“I don’t suffer from guilt about working because I know that I’m providing a great environment for my kids – both in terms of seeing their mum with a successful career, and being able to provide what they need”
Jenny Lawler was born and raised in Dundrum in Dublin, and is the eldest in a family of four kids. She met her husband during her PhD studies, and is a chemical engineer originally, now specializing in membrane separations and environmental research. She has three children and lives by the beach in South County Dublin. She is passionate about breastfeeding, babywearing and baking!
Jenny, thank you for taking part in this interview series for Office Mum – so let’s start with the basics – could you tell me about your family?
I have two lovely little girls and one cuddly baby boy; Clíodhna who is just five, Aoife who is two and a half, and Rossa who is two and a half months. We are raising our family through Irish, so we speak as Gaeilge at home – Clíodhna goes to a Gaelscoil and Aoife will start in a naíonra in September.
And now could you tell me a little about your job – what do you do and for how long have you been working at this?
My job title is “Lecturer in Bioprocess Engineering”, and I’ve been at Dublin City University for six and a half years, where I am the Head of the Membrane and Environmental Technologies Lab. My job is very varied – it involves theoretical and practical teaching to undergraduate and postgraduate students, supervision of research students and staff, and devising, implementing and managing a variety of small and large research projects. Plus all the administration that goes with all of that, including applying for grants and funding for research, publishing scientific papers, reviewing manuscripts for journals, correcting exams and assessments, the list goes on!
What kind of hours do you work?
I work full-time, but I have a lot of flexibility in my job, in terms of what I do, where I do it and when I do it, which is one of the things I love about it. Of course that also often means that I’m working late into the night, and I tend to start work at 6 am.
Do you have to travel for work?
I travel for work a few times a year, usually for conferences or meetings with project partners; and I keep it to short trips as I don’t like being away from my family for long. Luckily I can generally control what trips I do or don’t do.
What kind of childcare do you use?
I’ll be going back to work in September after maternity leave, so Rossa will go to a crèche in the village where we live and Aoife will go to the local naíonra. My husband does all the drop-offs in the morning, as I start work at 6 am so that I can be at home most days to spend the afternoons with the kids and do homework (and playdates!) I’m very lucky to have that flexibility.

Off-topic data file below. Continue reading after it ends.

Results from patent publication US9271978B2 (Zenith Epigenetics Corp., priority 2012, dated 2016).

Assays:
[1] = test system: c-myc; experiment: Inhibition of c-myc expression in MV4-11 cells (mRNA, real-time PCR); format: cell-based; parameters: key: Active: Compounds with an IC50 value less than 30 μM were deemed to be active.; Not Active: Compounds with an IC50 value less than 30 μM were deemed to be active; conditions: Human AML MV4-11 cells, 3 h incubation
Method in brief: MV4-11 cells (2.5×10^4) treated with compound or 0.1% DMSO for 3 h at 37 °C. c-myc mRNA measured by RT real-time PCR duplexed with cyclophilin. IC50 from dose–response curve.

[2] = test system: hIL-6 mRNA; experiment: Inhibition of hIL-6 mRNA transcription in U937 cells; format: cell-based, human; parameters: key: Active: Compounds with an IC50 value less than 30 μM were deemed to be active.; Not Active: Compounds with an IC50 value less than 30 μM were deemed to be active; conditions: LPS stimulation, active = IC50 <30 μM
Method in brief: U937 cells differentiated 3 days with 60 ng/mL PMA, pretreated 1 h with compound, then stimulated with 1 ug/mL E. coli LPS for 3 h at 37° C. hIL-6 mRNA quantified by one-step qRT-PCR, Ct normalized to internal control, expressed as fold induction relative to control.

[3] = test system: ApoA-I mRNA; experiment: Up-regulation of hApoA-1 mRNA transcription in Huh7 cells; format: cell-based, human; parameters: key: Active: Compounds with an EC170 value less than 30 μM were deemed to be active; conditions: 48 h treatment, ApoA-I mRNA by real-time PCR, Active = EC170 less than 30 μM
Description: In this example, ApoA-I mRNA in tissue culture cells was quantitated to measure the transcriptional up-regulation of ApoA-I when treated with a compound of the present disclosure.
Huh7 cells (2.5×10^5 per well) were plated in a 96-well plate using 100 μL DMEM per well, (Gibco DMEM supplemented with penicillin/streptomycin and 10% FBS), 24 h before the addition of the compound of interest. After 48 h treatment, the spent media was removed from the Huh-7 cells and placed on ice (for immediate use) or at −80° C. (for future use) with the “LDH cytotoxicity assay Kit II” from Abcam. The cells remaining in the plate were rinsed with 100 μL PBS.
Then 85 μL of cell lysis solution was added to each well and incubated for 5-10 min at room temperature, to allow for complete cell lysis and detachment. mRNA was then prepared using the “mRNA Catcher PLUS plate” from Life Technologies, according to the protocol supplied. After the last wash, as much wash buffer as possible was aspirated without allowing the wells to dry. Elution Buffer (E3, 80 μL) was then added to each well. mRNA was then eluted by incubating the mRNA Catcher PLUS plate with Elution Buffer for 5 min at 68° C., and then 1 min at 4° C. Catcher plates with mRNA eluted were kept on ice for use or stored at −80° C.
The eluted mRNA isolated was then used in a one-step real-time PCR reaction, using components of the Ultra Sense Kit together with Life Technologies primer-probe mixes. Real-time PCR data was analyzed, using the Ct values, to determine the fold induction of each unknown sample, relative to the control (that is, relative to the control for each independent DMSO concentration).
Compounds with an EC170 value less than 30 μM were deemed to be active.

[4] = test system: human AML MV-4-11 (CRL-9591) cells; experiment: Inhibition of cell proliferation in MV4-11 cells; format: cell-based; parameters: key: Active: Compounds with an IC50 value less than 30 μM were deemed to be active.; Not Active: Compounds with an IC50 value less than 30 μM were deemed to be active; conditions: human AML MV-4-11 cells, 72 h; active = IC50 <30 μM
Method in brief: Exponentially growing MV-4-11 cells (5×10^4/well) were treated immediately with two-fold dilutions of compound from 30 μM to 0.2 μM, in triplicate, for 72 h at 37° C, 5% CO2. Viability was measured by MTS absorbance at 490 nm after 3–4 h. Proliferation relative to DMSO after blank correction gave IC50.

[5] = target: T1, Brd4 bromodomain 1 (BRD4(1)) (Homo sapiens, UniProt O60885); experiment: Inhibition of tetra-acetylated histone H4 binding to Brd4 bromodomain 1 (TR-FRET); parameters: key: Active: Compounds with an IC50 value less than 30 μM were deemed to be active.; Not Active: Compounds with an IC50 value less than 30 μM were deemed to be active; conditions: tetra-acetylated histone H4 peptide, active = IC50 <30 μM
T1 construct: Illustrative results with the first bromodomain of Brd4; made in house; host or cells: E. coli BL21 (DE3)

Do you have any regular “me-time” or do you have something that you for yourself, apart from being a mother and an employee?
I try to get some exercise in the gym when I can, in work, and I get out by myself one or two evenings a week – I’m part of a ciorcal comhrá (conversation circle) where people with all levels of Irish get together for a chat and a cuppa (sometimes in the pub!), and I share an allotment with a friend who has three kids as well. I am also a scuba diving instructor and keen surfer, and I get out for the odd dive or surf, particularly on weekends away to the west of Ireland. For me-time I love painting my nails and knitting, but to be honest my life does very much revolve around the kids. But hey they’re only small for the blink of an eye!
On a practical level, what do you find most difficult about balancing work and home?
The most difficult thing for me is trying to stay on top of everything, but still feeling like a human being instead of an overworked robot! It’s also quite hard to relax when there’s so much flying around in my brain all the time, between work related things and home related things. I have to force myself to say, “OK, just sit down and do your colouring mammy!” Sometimes I’ll find it hard to sleep because I’m mulling over a research question in the middle of the night.
And psychologically, do you find it challenging or stressful to work outside the home – do you suffer from working-mother guilt?
I don’t suffer from guilt about working because I know that I’m providing a great environment for my kids – both in terms of seeing their mum with a successful career, and being able to provide what they need, including being able to spend time with them. I feel more guilt about having “me time” – for example doing something on my own at a weekend and leaving them with my husband – I hardly ever do that because I feel that is our family time and I hate taking away from that.